To their credit, 20/20 went beyond the interview to explore the psychological attributes of these killers. They brought in an expert in the field who reviewed some of the basic principles that have been recognized in cases of mass casualty incidents, particularly those involving teenagers who rampage on school campuses. It’s a medical discipline that has gone well beyond mere study of psychological depression, personality disorders, and psychosis. They also discussed the influence of violent entertainment and access to firearms without identifying them as sole causes of violence in the schools. Over all, this was one TV show that didn’t try to dummy-down the complexities of the subject into some stupid, simplistic equation for the sake of trying to assuage public fears of the unknown. Fair enough.
There are four ways society has approached this problem: legally, clinically, spiritually and universally (a combination of all aspects). Of course, there are always the political implications. I’d like to set that aside for now, because once something is politicized the discussion diverts away from objectivity. When objectivity is lost, efficiency suffers and the results are more confused, mangled and muddled than they were in the beginning…making true solutions all the more difficult and delayed. Of the four approaches mentioned above, only the universal methodology has any real chance of success, because it incorporates the strengths of the other three. It also minimizes the inevitable eye-rolling skepticism of those singularly focused on only one avenue of analysis. Many of those fixated on the legalities involved view psychology as a bothersome complication. Those dedicated to the clinical see the legal system as limited in scope by statute. And, of course, others immediately dismiss the spiritual as hysterical voodoo cast about by fire-and-brimstone charlatans. As with any prejudice, these attitudes stifle comprehensive analysis and timely progress. I think you can understand why I’m avoiding politics here.
The universal seems to be gaining ground, if last night’s network presentation is any evidence of where we are going. But, still, the spiritual notion of evil was raised and immediately allowed to fade once the clinical representative dismissed it. Too bad, but not surprising in a popular culture that increasingly embraces atheism. Thirty years in police work taught me evil is quite real and the Beast is alive and well in our communities, to one degree or another. But, that idea predictably meets resistance and denial…just like anything that is scary as hell (literally)…just like imagining a school, church or amusement park turned into a slaughterhouse. It’s mostly beyond our control or influence because it’s not tangible for most. But, then again, how tangible are other variables of an equation that turns a child or young adult into a barbaric maniac? Secular society grapples with it all through science and legislation. Good! But, is that all? Every scientific discipline has its limits and there are many who say that each taken to its logical conclusion points to the existence of the Divine. The legal system has proven its flaws and one can argue it’s susceptible to maniacal manipulation. So neither of these is the end-all to our dilemmas. In fact, with rational reason, the legal, the clinical, and the spiritual can compliment each other.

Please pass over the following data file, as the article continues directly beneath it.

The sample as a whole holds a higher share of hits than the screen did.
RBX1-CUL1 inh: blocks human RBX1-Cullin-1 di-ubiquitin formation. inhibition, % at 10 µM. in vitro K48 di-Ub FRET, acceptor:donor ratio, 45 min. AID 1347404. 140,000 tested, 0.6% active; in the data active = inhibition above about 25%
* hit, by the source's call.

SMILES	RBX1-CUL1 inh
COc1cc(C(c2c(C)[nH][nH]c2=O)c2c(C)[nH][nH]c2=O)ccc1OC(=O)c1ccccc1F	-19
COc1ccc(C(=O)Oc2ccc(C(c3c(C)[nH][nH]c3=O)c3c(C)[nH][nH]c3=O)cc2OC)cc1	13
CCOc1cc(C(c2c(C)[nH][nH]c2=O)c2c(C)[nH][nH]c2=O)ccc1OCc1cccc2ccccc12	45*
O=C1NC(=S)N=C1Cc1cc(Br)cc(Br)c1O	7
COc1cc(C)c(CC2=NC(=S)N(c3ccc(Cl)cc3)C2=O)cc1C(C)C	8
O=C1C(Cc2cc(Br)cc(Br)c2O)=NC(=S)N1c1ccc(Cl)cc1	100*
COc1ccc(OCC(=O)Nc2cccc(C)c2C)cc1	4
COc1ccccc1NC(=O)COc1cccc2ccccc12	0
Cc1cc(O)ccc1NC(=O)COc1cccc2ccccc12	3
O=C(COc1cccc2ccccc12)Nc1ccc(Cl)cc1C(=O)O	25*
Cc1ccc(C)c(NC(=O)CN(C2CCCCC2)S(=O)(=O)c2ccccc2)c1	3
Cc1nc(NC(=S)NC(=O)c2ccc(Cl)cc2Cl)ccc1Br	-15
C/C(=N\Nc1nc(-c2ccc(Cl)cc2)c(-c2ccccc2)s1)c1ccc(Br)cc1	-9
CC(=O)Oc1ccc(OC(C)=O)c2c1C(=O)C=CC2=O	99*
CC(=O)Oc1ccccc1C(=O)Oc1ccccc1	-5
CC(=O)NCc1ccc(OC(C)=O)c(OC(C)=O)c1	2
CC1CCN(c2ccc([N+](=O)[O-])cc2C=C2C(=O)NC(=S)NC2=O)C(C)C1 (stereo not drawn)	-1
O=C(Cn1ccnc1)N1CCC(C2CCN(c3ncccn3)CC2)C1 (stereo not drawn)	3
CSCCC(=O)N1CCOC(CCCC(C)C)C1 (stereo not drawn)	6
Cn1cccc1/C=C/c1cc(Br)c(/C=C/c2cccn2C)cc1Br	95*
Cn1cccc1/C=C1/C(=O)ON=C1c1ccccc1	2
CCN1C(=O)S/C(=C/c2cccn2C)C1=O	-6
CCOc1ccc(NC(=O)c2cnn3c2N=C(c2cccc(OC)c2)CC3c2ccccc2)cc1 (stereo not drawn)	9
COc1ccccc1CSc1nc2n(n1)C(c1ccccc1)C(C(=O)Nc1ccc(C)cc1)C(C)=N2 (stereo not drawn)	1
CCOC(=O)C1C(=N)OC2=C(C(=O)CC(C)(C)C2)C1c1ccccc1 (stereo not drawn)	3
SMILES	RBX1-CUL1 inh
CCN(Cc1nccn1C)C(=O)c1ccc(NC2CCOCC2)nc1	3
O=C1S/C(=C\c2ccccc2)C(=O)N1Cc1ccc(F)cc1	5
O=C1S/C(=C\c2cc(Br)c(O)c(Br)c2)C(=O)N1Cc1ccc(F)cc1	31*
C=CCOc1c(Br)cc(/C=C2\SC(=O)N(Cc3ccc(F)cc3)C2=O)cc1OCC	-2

You don’t have to be a theologian to see that the easiest way to fall victim to evil is to deny its existence. That may, in fact, be the devil’s greatest achievement. And it’s not as if Christ didn’t warn us…
(The devil) was a murderer from the beginning, not holding to the truth, for there is no truth in him. When he lies, he speaks his native language, for he is a liar and the father of lies (Jn. 8:44).
The atheist will wave it away. But for the rest of us, why exclude the potential benefits of recognizing how evil can infiltrate our world like water into the cracks between the mortar and building blocks of our existence? There are some things that cannot be explained by purely secular efforts anymore than problems can be solved singularly through prayer.
The problem of violence in our culture cannot be resolved without embracing a multi-faceted approach. Complex problems are not mitigated with simplistic solutions. The root of it holds tight in our tolerance, rationalization, and lame excuses when the way forward gets hard. Why not let God help? Honestly, how could it hurt?